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Diseases > Measles
FAQs (frequently a
sked questions)
about Measles

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General questions 

What is measles?

Measles is an infectious viral disease that occurs most often in the late winter and spring. It begins with a fever that lasts for a couple of days, followed by a cough, runny nose, and conjunctivitis (pink eye). A rash starts on the face and upper neck, spreads down the back and trunk, then extends to the arms and hands, as well as the legs and feet. After about five days, the rash fades the same order it appeared. 


How can I catch measles? 

Measles is highly contagious. Infected people are usually contagious from about 4 days before their rash starts to 4 days afterwards. The measles virus resides in the mucus in the nose and throat of infected people. When they sneeze or cough, droplets spray into the air and the droplets remain active and contagious on infected surfaces for up to two hours. 


How serious is the disease?

Measles itself is unpleasant, but the complications are dangerous. Six to 20 percent of the people who get the disease will get an ear infection, diarrhea, or even pneumonia. One out of 1000 people with measles will develop inflammation of the brain, and about one out of 1000 will die. 

Why is vaccination necessary? 

Before the measles vaccine became available, there were approximately 450,000 measles cases and an average of 450 measles-associated deaths were reported each year. Widespread use of measles vaccine has led to a greater than 99% reduction in measles cases in the U.S. compared with the pre-vaccine era. 

However, measles is common in other countries where it spreads rapidly and can be easily brought into the U.S. If vaccinations were stopped, measles would return to pre-vaccine levels in the U.S. and hundreds of people would die from measles-related illnesses. 

Is measles still a problem in the United States?

We still see measles among visitors to the U.S. and among U.S. travelers returning from other countries. The measles viruses these travelers bring into our country sometimes causes outbreaks. However, because most people in the U.S. have been vaccinated, these outbreaks are usually small.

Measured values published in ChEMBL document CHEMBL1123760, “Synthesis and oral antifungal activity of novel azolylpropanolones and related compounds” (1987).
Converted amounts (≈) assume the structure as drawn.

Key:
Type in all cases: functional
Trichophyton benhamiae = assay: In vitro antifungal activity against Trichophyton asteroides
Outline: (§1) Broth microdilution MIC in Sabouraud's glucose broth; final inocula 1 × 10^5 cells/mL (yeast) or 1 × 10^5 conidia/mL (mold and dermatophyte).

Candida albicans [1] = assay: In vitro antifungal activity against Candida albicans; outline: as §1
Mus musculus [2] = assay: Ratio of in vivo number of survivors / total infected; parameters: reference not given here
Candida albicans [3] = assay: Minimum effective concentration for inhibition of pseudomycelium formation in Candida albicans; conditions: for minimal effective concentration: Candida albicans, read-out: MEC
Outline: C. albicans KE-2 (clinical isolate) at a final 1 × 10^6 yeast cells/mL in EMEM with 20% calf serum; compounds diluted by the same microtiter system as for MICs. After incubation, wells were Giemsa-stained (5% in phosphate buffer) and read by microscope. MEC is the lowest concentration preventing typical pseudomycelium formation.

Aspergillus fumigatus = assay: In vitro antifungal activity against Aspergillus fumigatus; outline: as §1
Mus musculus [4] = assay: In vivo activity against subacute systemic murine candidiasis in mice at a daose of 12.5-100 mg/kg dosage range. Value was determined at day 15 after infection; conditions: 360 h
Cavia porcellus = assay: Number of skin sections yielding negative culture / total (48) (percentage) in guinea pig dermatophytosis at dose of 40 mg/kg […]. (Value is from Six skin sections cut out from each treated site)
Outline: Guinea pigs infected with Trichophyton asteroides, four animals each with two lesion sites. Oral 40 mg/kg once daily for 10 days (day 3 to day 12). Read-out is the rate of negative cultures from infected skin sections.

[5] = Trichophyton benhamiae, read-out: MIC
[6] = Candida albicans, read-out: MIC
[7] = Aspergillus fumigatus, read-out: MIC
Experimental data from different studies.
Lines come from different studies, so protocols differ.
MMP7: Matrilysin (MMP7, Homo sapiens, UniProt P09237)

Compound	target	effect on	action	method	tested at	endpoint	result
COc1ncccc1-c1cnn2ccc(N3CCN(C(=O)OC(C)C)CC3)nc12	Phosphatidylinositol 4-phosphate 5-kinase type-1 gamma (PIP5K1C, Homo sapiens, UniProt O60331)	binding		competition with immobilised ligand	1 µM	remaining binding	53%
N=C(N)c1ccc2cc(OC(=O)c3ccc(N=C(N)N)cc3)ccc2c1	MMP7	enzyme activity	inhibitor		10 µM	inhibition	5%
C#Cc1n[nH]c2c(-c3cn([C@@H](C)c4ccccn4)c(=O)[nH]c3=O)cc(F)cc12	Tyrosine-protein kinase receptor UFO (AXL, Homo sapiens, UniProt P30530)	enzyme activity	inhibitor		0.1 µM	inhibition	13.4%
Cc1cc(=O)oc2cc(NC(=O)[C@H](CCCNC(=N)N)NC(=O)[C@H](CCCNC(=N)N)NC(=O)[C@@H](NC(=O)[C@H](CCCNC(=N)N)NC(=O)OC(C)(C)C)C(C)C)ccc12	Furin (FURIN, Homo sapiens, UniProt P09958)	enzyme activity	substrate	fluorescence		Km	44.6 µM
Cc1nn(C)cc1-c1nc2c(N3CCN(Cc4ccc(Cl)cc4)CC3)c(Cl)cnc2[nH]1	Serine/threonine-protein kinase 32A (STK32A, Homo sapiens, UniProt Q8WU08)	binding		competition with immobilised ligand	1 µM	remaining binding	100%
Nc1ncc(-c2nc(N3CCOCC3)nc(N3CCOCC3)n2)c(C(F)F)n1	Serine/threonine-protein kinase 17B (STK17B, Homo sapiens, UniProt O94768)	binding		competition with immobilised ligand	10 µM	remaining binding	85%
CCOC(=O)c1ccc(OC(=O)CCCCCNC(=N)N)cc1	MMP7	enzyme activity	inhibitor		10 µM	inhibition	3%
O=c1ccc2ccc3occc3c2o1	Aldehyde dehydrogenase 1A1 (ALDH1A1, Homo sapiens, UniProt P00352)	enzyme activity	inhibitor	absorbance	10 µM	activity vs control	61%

Measles vaccination in the U.S. has decreased the number of cases to the lowest point ever reported. Widespread use of the measles vaccine has led to a greater than 99% reduction in measles compared with the pre-vaccine era when approximately 450,000 cases and 450 deaths were reported each year.

If the chance of the diseases is so low, why do I need the vaccine?

It is true that vaccination has enabled us to reduce measles and most other vaccine-preventable diseases to very low levels in the United States. However, measles is still very common — even epidemic — in other parts of the world. Visitors to our country and U.S. travelers returning from other countries can unknowingly bring this disease into the United States, and if we were not protected by vaccinations, it will quickly spread causing an epidemics here. The disease is very contagious.

We should be vaccinated protect ourselves and our children. Even if we think our chances of getting measles is small, the disease still exists and can still infect anyone who is not protected.

What kind of vaccine is given to prevent measles?

The MMR vaccine prevents measles and two other viral diseases — mumps and rubella. These three vaccines are safe given together. MMR is a attenuated (weakened) live virus vaccine. This means that after injection, the viruses grows, and causes a harmless infection in the vaccinated person with very few, if any symptoms. The person's immune system fights the infection caused by these weakened viruses and immunity develops which lasts throughout that person’s life.

How effective is MMR vaccine?